Sunday 1 June 2014

Financial Report - May 2014

Financial report for the month of May 2014 (last month). Trade oriented since trading is how I make virtually all of my ISK.

I buy and sell faction/deadspace/officer mods, ships, skill-books and implants with traders covering all 5 main trade hubs (Jita, Amarr, Dodixie,  Hek and Rens) plus secondary hubs in most other empire regions. I have 24 active traders, 3 on Jita (one each for mods, implants and skillbooks), 2 in another region, another 19 each covering a different region and a couple spare traders that are not actively trading.

In May, I made a profit of 54 billion after expenses (about 65 billion before expenses). That's a new monthly record for me!

Current net worth is 598 billion with roughly half in cash and market escrow. Most of the rest is in sell orders and recently acquired assets I haven't gotten around to posting for sale yet. Very little is in assets I don't intend to sell soon, with maybe 4 billion worth of ships and fittings I keep for my own use.


  1. your monthly reports impress me every time i read them!

    How much (active) time on average do you think you spend each day? (i assume you do plenty AFK as well which does not really count as active time).

  2. Generally speaking I spend 1 to 2 hours a day most days but not every day. There are days I only spend maybe 10 minutes in total and sometimes I do that for a week or so. More rarely there are days where I'll spend 3 hours or so at it.

    And yes there's plenty of AFK time too... A lot of times I autopilot while I go watch TV or do some work. Spend a minute or so setting up a 10+ jump trip, put it on auto, leave the room and come back half an hour later. Spend another minute setting up the next leg of the trip, rinse and repeat until finished. When he's finished picking up everything worth picking up (I don't usually bother picking anything up worth less than 40 million or so), I'll spend a few minutes posting it and maybe update a few orders on my best items.

    A character might be logged in for several hours or sometimes even for most of the day but I'm only actually at the computer doing something on it for a few minutes at a time.

    I'll usually be multiboxing 2 characters at a time doing that. When I'm finished with one I log another in and until I've had enough of it for the day.

    I rarely update more than 20 or 30 orders at a time on any one character now and when I do it's usually because a bunch will be expiring in a week or two.

  3. I should add using autopilot the way I do is really only viable flying Blockade Runners. Flying on auto with anything very valuable onboard is much more dangerous if you're not flying a BR.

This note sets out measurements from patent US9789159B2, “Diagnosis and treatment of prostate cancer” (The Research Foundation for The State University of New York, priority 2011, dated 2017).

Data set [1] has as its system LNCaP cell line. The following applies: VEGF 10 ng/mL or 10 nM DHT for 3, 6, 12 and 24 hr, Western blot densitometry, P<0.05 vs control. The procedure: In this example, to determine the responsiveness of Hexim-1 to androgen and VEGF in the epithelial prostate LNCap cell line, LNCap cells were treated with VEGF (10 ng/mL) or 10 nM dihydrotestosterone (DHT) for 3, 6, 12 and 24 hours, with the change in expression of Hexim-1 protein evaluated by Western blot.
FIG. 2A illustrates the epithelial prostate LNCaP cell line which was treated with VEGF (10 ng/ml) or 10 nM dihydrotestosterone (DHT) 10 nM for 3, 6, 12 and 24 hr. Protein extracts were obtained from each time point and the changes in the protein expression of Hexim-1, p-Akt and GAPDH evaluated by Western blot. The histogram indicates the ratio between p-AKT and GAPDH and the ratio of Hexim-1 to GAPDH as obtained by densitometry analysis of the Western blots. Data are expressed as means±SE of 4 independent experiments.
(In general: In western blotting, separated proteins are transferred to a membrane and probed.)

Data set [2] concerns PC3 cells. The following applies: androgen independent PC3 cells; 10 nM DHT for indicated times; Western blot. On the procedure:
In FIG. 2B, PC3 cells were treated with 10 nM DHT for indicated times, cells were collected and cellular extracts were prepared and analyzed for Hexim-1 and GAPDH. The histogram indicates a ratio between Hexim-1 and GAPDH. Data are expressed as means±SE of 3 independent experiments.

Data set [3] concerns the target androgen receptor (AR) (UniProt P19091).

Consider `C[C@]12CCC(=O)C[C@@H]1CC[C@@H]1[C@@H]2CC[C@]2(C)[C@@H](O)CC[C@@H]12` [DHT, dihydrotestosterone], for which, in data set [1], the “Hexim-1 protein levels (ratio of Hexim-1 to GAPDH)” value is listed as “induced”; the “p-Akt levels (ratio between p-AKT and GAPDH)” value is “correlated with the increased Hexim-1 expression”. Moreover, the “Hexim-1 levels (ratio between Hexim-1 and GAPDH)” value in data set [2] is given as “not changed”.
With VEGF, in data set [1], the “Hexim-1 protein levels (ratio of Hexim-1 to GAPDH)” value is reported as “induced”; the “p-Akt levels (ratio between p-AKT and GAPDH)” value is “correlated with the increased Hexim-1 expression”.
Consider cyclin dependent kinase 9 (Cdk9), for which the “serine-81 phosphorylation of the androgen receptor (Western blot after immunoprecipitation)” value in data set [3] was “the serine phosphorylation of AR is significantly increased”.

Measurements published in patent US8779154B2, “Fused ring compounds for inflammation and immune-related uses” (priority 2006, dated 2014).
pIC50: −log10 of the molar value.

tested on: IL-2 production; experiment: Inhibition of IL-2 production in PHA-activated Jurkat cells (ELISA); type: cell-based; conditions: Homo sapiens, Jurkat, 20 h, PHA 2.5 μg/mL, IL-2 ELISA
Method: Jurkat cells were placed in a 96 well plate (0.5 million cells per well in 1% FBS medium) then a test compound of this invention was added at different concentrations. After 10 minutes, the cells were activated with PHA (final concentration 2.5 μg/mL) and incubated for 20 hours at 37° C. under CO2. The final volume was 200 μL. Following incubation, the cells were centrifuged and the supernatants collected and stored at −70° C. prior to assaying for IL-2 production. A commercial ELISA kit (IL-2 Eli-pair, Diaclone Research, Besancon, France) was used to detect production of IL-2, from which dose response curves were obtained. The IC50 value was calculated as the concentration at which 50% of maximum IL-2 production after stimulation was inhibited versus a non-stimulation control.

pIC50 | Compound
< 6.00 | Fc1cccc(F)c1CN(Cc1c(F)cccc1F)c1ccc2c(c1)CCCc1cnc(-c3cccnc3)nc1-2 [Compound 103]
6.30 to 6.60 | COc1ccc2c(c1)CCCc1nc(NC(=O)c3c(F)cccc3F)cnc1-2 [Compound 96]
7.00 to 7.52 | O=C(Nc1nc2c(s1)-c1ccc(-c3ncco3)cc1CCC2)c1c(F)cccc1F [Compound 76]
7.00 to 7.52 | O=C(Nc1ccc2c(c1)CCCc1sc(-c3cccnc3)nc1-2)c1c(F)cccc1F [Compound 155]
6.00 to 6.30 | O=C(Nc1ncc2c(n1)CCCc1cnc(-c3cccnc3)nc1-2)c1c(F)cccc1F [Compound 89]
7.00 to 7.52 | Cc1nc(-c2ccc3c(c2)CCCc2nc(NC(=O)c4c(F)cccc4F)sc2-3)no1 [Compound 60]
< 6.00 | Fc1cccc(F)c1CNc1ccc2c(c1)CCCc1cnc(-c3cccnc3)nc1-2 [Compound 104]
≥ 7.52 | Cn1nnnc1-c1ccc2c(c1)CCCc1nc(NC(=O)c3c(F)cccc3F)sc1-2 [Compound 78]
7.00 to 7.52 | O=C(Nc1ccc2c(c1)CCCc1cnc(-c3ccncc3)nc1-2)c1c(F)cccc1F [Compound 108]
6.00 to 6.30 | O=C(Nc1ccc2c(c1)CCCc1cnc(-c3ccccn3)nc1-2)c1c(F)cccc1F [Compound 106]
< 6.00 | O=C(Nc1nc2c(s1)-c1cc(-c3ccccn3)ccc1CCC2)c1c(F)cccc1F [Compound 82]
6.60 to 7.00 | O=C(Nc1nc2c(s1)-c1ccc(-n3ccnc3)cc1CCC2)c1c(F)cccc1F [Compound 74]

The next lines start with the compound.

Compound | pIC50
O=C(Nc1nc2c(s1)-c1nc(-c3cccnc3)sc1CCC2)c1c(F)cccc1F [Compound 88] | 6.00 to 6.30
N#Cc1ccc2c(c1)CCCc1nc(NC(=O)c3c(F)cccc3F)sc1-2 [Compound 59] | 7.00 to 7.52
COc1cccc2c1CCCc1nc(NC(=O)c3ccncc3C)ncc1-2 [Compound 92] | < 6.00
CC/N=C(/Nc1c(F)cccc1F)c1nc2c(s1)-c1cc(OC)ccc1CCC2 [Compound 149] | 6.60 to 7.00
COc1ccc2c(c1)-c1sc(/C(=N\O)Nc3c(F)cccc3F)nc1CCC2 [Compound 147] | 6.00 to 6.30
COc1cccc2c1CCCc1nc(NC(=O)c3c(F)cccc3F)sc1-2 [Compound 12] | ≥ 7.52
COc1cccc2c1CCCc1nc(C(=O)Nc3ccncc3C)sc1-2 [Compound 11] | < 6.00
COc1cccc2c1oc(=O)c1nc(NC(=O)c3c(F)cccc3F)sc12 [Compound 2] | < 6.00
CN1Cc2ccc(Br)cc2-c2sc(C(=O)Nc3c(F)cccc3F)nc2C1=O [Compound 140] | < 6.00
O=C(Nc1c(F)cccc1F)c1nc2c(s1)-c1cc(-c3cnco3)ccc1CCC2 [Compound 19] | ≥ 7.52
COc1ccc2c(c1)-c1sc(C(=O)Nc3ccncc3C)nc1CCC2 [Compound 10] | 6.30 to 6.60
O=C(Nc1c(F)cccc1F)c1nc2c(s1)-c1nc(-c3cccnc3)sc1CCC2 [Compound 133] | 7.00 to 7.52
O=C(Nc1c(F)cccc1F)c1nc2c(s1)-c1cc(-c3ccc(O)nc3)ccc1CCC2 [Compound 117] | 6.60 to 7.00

4. Do you haul with most of your traders as well? You stated that you fly on autopilot mostly with frigates, arent you losjng a lot through random ganks? Also, i guess you trained Accounting and Broker Rekations to V on all your traders, but do you care about the faction/station standing? I only trade between the larger hubs an I am astounded by yohr numbers. Thats almost 2B per day you are naking there!

    1. All of my traders also haul. It's been a long time since did my hauling in frigates (Vigils), all my traders fly Blockade Runners now and have been doing so for some time. I lost 1 or 2 Vigils a month before but I haven't lost a single BR on autopilot yet (I did lose one in lowsec but that wasn't on auto).

      I have most trading skills at V, including Accounting and Broker Relations and no I don't care about faction standings. The most important skill to have at V though is Margin Trading, it greatly increases my buying power, allowing me to place buy orders for about 5 times as much as I could without the skill.

      Yup, nearly 2 billion a day *after expenses (mostly PLEX purchases for subs and dual training) and over 2 billion *before expenses. Mind you last month was the first time I did that.

  5. First, sorry for the horrible typos in my first comment. Writing via smartphone in the morning while waiting for the bus was a silly idea.

    I recently lost a prowler recently one jump outside Hek, carrying almost 1BN in implants to a suicide ganker. Lucky bastard also found that all my cargo dropped for him. It was all my fault as well, as I usually fly them manually especially with that kind of cargo, but this one time I just didn't hit the jump to button and tabbed out for not longer than a minute, enough time to be well into hull when I finally tabbed back.